Pyongyang will feel pressured by redeployment, but it is unlikely that the pressure will produce the desired effects.
Right now, the two Koreas target one another with artillery. But if the U.S. redeploys and the South has U.S. nuclear weapons pointed at the North, Pyongyang will more vigorously pursue nuclear testing. The consequences for Seoul would be unpredictable, perhaps resulting in events similar to previous “accidents” – but this time involving nuclear weapons.
Posted by Worldmeets.US
The security situation on the Korean Peninsula is like a muddy pond - and the feet of the parties in Northeast Asia are soiled with this mud. This is the curse of the Korean peasant. Given the situation now, the peasant is more than likely to just blow off steam, and unless something else intervenes, wait until the mud dries. But if there are new sanctions or a redeployment of U.S. nuclear weapons, it will be like stepping back into the muddy lake all over again.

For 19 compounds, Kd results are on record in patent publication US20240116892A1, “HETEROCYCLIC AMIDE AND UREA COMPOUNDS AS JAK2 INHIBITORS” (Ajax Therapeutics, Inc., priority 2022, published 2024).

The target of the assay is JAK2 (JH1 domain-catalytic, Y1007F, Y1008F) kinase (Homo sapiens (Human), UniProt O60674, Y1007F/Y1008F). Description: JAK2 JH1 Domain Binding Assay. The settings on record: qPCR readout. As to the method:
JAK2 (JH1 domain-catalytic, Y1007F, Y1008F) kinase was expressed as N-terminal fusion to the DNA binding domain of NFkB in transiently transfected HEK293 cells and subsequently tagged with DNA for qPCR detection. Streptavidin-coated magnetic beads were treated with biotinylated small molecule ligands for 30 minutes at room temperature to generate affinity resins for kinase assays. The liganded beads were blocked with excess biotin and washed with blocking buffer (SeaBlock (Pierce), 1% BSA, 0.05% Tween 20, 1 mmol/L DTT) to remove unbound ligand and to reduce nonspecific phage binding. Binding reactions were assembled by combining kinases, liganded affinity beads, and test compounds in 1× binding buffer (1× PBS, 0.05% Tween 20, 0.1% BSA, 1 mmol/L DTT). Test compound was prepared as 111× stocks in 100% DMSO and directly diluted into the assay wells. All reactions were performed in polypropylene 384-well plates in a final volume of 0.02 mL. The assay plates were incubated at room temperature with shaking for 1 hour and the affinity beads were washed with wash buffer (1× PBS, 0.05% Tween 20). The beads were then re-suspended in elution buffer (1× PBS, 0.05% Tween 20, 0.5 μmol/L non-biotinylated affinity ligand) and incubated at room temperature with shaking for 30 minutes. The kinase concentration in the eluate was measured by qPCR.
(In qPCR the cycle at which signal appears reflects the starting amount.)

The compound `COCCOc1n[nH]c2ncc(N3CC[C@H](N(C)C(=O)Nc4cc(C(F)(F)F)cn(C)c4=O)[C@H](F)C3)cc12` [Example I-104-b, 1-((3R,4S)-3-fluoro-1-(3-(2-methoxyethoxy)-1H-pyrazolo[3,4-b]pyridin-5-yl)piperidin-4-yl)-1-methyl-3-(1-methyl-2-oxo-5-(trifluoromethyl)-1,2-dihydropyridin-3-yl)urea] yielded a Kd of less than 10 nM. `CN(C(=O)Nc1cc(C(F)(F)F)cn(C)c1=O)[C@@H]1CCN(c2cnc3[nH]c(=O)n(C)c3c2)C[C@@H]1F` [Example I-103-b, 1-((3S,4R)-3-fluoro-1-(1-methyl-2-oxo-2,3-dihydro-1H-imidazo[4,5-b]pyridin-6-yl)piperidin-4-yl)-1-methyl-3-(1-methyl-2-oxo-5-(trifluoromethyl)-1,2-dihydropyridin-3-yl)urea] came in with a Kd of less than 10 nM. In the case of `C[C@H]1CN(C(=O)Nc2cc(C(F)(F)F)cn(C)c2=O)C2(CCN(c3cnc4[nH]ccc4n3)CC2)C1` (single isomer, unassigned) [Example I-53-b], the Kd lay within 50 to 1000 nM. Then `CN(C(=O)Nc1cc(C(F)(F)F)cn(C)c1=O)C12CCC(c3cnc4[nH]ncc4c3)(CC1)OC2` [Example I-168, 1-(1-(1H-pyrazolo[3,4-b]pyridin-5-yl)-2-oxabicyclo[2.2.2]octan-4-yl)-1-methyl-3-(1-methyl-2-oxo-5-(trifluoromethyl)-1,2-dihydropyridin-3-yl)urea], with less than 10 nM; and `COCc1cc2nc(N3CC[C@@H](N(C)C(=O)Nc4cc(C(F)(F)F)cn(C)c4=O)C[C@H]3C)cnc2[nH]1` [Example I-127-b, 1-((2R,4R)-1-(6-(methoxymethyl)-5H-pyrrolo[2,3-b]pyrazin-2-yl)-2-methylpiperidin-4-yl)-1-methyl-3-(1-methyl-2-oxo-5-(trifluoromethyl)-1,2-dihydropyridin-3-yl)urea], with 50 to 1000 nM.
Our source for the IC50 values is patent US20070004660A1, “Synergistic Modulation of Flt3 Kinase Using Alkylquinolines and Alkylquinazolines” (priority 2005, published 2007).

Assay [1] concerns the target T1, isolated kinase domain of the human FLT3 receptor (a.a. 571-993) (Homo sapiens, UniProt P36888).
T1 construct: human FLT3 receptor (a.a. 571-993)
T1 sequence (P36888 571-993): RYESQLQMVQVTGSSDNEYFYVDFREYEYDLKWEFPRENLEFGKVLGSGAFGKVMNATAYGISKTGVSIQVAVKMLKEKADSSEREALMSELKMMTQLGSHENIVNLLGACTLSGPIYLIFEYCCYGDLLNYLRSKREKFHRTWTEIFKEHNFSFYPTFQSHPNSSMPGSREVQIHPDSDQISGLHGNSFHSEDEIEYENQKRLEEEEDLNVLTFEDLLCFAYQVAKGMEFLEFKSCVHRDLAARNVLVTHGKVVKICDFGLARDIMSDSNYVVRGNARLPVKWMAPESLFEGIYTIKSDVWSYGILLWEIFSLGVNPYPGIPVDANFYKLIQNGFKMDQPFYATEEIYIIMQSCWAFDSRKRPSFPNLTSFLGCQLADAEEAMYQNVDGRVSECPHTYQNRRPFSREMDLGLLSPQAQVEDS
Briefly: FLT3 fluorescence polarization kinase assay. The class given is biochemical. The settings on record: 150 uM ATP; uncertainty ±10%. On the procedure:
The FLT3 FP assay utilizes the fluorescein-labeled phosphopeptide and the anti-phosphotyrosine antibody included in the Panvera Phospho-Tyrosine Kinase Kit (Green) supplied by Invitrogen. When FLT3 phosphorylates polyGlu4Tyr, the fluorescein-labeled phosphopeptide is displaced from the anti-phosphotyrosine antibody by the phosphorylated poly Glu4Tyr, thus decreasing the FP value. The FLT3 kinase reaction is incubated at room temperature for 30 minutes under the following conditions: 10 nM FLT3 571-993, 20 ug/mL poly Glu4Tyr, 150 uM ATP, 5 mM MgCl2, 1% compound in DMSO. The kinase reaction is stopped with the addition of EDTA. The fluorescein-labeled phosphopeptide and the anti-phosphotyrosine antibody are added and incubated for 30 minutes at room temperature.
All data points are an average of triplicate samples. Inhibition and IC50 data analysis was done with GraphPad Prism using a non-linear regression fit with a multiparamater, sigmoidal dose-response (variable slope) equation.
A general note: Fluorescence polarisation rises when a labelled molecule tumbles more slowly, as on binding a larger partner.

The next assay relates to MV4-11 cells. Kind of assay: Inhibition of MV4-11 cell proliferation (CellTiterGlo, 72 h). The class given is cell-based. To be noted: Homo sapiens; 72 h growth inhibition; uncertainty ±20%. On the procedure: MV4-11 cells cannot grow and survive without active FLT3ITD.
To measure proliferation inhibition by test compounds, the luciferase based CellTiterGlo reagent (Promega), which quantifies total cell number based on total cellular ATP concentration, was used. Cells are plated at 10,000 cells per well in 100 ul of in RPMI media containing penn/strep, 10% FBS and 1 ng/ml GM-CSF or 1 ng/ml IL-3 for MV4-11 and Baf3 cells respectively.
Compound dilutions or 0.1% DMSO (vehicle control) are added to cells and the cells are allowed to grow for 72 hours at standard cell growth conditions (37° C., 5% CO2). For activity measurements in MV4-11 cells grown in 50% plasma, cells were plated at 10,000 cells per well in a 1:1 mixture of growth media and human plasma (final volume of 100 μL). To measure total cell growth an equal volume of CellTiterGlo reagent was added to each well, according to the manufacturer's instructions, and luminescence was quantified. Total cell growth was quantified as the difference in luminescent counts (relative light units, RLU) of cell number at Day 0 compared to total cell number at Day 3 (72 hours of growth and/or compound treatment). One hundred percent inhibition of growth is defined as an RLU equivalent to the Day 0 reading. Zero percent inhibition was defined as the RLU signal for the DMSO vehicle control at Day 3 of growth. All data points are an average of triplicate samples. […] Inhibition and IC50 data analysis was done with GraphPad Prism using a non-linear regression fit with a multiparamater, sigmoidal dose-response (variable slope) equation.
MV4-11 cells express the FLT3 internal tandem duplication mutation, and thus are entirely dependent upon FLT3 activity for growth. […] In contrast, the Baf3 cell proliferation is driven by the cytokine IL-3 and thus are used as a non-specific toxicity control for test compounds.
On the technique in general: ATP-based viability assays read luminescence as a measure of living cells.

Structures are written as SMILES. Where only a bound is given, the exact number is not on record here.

Even if the U.S. decides not to redeploy, it could still strike the North with a nuclear weapon in an instant. U.S. nuclear redeployment would be nothing but a psychological comfort to the South. Seoul should bear in mind that its new sense of “complete security” would constitute yet another threat to the North, and Pyongyang would definitely take action to counter this, accelerating its strategic posture.
In fact, all countries in Northeast Asia share a sense of insecurity. China is concerned about pollution brought on by the North's nuclear tests. The Korean Peninsula still lives under the shadow of the Cold War - and all neighboring countries feel it.
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Normal life in Northeast Asia has been greatly disturbed.
History has been frozen on the Korean Peninsula, the last Cold War line of
demarcation. The Chinese people well understand this. But South Koreans seem to
think that this Cold War remnant needn’t have an impact on their enjoyment of
the fruits of modern civilization. They take great pride in the difference in